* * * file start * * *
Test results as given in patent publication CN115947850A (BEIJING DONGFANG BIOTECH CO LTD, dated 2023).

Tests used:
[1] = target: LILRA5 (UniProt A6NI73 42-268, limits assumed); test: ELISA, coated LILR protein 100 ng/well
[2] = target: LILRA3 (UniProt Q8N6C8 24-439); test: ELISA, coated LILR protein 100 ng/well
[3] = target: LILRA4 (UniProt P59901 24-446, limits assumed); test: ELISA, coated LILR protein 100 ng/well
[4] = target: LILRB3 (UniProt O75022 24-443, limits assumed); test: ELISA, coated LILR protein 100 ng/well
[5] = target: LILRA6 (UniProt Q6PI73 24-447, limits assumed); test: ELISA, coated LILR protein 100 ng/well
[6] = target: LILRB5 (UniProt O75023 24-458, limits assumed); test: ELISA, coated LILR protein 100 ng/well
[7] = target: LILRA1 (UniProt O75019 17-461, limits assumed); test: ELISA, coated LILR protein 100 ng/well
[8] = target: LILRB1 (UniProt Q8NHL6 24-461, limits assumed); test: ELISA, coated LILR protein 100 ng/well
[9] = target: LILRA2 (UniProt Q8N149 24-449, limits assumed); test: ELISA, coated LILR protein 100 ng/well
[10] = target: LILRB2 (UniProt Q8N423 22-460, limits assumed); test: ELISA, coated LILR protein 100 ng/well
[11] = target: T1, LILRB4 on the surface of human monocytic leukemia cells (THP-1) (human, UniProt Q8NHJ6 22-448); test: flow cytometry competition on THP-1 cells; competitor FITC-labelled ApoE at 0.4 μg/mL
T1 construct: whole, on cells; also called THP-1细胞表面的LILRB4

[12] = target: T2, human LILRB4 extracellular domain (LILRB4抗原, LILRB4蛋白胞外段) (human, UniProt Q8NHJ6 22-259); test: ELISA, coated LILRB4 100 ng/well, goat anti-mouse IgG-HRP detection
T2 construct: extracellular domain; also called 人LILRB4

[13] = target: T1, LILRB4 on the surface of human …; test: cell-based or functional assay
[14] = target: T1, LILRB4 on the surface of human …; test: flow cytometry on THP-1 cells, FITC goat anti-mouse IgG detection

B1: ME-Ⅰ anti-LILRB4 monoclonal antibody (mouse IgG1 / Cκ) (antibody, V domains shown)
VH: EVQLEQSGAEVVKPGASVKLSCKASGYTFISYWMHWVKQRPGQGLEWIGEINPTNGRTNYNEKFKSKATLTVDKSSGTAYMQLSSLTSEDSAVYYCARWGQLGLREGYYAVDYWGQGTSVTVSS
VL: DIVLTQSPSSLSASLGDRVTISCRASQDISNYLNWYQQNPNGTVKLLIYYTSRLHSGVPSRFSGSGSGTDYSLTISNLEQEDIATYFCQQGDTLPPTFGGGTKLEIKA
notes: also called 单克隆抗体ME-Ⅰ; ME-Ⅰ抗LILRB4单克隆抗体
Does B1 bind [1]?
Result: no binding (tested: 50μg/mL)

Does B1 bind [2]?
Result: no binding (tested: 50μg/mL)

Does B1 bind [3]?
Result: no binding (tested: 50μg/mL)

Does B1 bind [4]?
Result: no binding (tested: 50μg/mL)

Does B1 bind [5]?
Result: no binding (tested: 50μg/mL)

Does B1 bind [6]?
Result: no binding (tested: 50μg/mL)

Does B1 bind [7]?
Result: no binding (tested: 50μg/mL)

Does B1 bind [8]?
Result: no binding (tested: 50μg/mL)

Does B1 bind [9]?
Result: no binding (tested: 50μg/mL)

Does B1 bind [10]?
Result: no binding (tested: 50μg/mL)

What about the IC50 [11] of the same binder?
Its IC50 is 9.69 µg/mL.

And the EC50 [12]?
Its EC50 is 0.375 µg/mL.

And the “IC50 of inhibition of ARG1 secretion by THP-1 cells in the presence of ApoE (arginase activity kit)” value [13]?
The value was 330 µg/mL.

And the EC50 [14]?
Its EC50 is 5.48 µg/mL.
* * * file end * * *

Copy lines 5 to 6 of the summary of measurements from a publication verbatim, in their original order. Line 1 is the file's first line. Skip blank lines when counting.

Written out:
[3] = target: LILRA4 (UniProt P59901 24-446, limits assumed); test: ELISA, coated LILR protein 100 ng/well
[4] = target: LILRB3 (UniProt O75022 24-443, limits assumed); test: ELISA, coated LILR protein 100 ng/well